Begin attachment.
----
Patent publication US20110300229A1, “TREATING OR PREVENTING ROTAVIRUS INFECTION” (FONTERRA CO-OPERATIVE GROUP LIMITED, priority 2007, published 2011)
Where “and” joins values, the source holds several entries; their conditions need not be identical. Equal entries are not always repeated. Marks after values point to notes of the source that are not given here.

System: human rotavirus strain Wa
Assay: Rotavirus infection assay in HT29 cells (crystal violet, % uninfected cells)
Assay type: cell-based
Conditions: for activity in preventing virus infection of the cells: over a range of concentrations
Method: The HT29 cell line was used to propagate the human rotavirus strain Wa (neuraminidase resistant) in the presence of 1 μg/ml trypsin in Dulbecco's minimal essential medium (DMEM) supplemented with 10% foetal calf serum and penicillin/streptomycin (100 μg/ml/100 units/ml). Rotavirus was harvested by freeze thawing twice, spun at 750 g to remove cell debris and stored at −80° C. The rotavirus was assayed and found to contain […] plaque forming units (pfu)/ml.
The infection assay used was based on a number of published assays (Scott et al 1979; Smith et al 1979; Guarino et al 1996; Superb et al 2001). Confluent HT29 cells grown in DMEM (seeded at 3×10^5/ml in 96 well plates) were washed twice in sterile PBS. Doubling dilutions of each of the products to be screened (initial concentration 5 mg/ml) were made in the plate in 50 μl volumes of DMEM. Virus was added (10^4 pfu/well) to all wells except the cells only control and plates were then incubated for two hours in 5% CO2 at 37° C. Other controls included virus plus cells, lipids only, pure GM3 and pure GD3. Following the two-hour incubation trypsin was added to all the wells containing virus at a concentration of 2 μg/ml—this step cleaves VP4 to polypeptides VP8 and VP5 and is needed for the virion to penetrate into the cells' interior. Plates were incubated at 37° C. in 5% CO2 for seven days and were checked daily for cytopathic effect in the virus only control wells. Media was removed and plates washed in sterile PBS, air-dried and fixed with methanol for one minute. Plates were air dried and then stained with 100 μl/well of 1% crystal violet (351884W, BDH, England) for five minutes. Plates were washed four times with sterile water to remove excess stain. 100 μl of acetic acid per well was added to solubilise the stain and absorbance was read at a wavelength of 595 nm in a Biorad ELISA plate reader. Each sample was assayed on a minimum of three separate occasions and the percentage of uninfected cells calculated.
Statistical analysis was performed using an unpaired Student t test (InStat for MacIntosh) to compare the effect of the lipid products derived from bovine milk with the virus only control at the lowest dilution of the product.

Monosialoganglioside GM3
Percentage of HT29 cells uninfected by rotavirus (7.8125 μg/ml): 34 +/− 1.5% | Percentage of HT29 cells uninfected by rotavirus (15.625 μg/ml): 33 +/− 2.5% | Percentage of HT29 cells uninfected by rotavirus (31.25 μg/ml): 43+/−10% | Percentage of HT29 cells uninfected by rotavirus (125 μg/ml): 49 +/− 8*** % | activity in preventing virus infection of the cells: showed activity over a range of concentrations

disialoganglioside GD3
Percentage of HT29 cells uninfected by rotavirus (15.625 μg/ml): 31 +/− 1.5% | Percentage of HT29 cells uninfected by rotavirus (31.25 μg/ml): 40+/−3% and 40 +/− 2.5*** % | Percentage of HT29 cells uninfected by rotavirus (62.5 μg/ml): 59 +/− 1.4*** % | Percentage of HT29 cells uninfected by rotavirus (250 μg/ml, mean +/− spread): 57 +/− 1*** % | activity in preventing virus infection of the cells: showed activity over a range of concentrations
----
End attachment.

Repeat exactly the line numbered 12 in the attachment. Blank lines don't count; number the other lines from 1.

disialoganglioside GD3